Music superstars like The Weeknd are embracing the 'freemium' model to rule the future

Some of the world’s top music artists are turning to a classic tech startup strategy to find success in the digital age: scale with a compelling free product, and then convert your most passionate users into paying customers.

In a new interview, Abel “the Weeknd” Tesfaye described his initial breakout, which came with a series of mysterious free mixtapes starting around 2011.

“I really wanted people who had no idea who I was to hear my project,” the 27-year-old Toronto native told Forbes. “You don’t do that by asking for money.”

The idea was to get his music into the hands of as many people as possible. That notion was partially driven by the understanding that live concerts is where a big chunk of money is made, and this income stream only comes from passionate fans.

“We live in a world where artists don’t really make the money off the music like we did in the Golden Age,” Tesfaye said. “It’s not really coming in until you hit the stage.”

Tesfaye isn’t the only star who has recognised that the “freemium” model favoured by many tech companies is effective in the new era of music.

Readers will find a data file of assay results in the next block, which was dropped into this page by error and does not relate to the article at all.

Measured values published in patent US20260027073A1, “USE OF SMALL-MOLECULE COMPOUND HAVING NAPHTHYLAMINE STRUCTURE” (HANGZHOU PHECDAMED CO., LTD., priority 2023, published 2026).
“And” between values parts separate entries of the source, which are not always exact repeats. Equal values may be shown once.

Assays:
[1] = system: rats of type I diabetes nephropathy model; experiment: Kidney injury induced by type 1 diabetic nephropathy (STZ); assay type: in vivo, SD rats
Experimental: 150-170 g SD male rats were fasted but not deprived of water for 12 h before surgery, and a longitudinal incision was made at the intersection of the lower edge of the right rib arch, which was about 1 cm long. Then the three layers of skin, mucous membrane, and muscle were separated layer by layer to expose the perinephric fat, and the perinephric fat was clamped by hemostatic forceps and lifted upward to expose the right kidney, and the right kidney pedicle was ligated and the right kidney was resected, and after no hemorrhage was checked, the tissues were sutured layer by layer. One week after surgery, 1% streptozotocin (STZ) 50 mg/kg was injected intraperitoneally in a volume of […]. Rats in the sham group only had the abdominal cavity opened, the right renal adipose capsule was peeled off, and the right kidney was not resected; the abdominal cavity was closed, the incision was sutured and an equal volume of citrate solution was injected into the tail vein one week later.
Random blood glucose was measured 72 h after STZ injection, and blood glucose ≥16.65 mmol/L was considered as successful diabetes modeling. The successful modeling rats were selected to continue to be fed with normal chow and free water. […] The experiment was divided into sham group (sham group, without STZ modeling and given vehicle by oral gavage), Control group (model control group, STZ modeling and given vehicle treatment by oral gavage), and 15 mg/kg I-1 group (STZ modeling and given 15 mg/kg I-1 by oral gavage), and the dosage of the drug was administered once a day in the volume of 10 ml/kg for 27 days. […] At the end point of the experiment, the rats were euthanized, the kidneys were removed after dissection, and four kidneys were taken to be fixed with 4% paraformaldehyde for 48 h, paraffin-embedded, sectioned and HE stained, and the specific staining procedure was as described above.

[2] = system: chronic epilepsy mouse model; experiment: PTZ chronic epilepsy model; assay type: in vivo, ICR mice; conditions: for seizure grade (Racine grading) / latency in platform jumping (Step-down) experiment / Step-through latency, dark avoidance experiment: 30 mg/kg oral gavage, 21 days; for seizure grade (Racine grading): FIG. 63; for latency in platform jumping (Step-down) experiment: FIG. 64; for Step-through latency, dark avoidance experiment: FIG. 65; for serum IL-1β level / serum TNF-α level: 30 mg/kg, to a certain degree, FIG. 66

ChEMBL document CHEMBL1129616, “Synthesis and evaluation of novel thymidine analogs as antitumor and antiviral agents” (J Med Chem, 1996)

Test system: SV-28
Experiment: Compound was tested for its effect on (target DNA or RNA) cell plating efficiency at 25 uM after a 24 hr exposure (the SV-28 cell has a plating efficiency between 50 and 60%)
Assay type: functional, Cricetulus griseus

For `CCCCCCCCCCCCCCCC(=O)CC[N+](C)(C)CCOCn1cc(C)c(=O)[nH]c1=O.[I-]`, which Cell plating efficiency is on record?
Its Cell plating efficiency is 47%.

“For the artists’ fans and for artists, in terms of exposure, music should be everywhere and as easily accessible as humanly possible … especially for an artist you are still building,” Andrew Gertler, who manages teen singer-songwriter sensation Shawn Mendes, told Business Insider last month.

“The music really is not as much the revenue generator as the marketing tool to then create other income streams,” Gertler explained.

Those other income streams include not only things like live events and brand deals, but also opportunities at the crossroads of music and TV (or video in general), where Gertler said the line is getting more and more blurred. Forbes also notes that Tesfaye has made a bundle on festival and arena concerts, and deals with big names like Apple.

Tesfaye and Mendes have recognised that while the actual recorded music might not be the revenue driver it once was, it is still a way to get a music artist incredible reach. If that artist has a valuable product, this reach will create a subset of loyal fans, who can help drive the real moneymakers.

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